COLONIE — U.S. Rep. Elise Stefanik opposes impeachment of President Donald Trump, but called Monday for Congress to take a strong oversight role in reviewing Russian interference in the 2016 presidential election.
“I don’t support impeaching the president. I think we need to continue our oversight role,” Stefanik told reporters after delivering a keynote speech at the state Republican Party re-organizational meeting at the Albany Marriott in Colonie.
Stefanik, R-Schuylerville, is a member of the House Intelligence Committee, which will be hearing public testimony about Russian interference in the U.S. election and possible presidential interference in the investigation of Special Counsel Robert Mueller on July 17.
“I expect there will be lots of questions from both sides for Mueller,” said Stefanik, who has said her main concern is with the Russian interference, which Mueller’s investigation concluded used social media and other avenues to try to swing voters toward Trump.
A number of Democrats in the House of Representatives, including U.S. Rep. Paul D. Tonko, D-Amsterdam, have called for at least preliminary steps toward impeachment proceedings. To date, only one House Republican — Rep. Justin Amash of Michigan — has called for impeachment.
At the GOP convention, where Nick Langworthy of Erie County was elected the party’s new state chairman, Democrats were repeatedly lambasted for what speakers called an “extremist” and “socialist” policy agenda.
Langworthy is a conservative and supporter of Trump, as were many of the speakers. “This is a new dawn for the Republican Party in New York state,” Fulton County GOP Chairman Sue McNeil said in a speech. “Tomorrow’s Republican doesn’t shy away from President Donald Trump, but stands by his side.”
Langworthy is replacing Ed Cox, who has led the party for the last decade, but lost grassroots support this spring, particularly upstate. Outside of conservative rural areas, the Republicans have struggled to win in New York state in recent years.
“He could take up in a strong direction,” Stefanik said of Langworthy. “He will take us in a new direction.”
Stefanik joined in the attacks on Democrats. She drew loud whistles and applause as she urged the party to reach out to more women and minorities as candidates. “Today’s Democratic Party is not the party or our parents and grandparents. It has taken a lurch to the left,” she said.
Stefanik, who represents the North Country’s 21st Congressional District, was the youngest woman ever elected to Congress when she took office in 2014, at age 30. She held that distinction until last fall, when Alexandria Ocasio-Cortez was elected, at age 29, to represent a district in The Bronx and Queens. Ocasio-Cortez has since become one of the most prominent and outspoken members of Congress, describing herself as a democratic socialist.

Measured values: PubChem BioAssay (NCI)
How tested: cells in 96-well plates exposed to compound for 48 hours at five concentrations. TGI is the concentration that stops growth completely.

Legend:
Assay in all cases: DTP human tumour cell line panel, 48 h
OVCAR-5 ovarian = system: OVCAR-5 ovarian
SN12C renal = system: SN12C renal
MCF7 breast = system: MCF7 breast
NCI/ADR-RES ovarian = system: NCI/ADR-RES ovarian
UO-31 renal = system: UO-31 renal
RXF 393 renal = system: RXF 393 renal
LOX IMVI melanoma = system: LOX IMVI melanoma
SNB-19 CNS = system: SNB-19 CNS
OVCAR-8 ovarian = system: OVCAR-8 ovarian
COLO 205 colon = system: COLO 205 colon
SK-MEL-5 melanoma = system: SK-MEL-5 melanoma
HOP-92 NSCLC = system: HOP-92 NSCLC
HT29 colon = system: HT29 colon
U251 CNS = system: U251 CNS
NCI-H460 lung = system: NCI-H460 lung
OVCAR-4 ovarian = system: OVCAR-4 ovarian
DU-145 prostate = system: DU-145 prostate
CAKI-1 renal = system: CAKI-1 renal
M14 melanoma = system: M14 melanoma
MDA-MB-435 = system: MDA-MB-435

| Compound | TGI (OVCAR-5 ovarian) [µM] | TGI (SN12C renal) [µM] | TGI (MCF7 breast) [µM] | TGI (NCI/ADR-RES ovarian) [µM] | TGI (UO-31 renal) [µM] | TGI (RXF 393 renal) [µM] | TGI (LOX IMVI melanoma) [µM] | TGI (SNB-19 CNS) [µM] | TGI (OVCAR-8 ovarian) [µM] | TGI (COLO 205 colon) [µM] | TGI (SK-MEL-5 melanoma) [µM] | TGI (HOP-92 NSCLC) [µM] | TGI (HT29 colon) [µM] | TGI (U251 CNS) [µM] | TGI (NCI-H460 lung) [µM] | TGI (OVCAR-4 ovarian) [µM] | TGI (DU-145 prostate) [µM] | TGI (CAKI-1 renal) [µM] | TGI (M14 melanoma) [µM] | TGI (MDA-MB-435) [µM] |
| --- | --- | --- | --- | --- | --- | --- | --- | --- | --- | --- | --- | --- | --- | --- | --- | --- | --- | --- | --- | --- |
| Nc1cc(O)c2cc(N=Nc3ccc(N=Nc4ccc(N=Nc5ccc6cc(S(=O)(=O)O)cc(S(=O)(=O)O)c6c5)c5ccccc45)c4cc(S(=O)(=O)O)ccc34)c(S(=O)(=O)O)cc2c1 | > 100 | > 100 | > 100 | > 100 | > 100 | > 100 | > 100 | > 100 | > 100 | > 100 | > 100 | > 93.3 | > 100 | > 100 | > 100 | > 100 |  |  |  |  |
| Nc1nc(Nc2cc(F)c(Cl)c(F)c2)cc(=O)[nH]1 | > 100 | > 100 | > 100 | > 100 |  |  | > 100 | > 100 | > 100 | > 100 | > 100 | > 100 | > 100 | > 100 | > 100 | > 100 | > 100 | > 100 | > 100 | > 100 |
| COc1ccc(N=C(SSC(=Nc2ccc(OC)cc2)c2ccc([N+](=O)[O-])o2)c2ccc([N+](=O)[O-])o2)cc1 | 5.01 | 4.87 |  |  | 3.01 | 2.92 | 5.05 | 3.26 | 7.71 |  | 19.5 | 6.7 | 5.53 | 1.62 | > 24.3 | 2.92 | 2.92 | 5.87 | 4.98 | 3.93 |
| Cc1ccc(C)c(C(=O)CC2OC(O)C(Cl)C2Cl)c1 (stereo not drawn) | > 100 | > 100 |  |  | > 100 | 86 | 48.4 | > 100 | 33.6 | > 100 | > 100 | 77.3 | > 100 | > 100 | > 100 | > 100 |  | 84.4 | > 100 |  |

“For those of you in this room, I am pretty much the opposite of AOC, and proud of it,” Stefanik told the crowd of several hundred.
Stefanik, who was elected to her third two-year term last fall, is seen as a rising star in the party, as indicated by her keynote speaking role. For now, she said she’s focused on the 2020 elections, in which she will be up for re-election, and she hopes her recent efforts to recruit Republican women to run for office will bear fruit.
In upstate, Stefanik singled out Liz Lemery Joy’s announced 2020 challenge to Tonko and former U.S. Senate candidate Chele Farley’s challenge to U.S. Rep. Sean Patrick Maloney in a Hudson Valley district as the kinds of candidacies she supports.
With New York state widely expected to lose one, if not two, Congressional seats in the reapportionment following the 2020 U.S. census, Stefanik acknowledged concerns about future redistricting. The U.S. Supreme Court ruled last week that federal courts don’t have the authority to overturn the design of districts “gerrymandered” for political gain by state legislatures.
The current New York congressional district lines were drawn by a federal court magistrate in 2012, after the then-Republican-controlled state Senate and Democrat-controlled Assembly reached an impasse. But if the Democrats still control the state Senate in 2021, the court decision could allow the party to draw districts to their benefit.
“That is going to be a challenge for Republicans upstate and on Staten Island,” Stefanik acknowledged. “I think there’s going to be a lot of talk about redistricting.”
Reach Gazette reporter Stephen Williams at 518-395-3086, [email protected] or @gazettesteve on Twitter.
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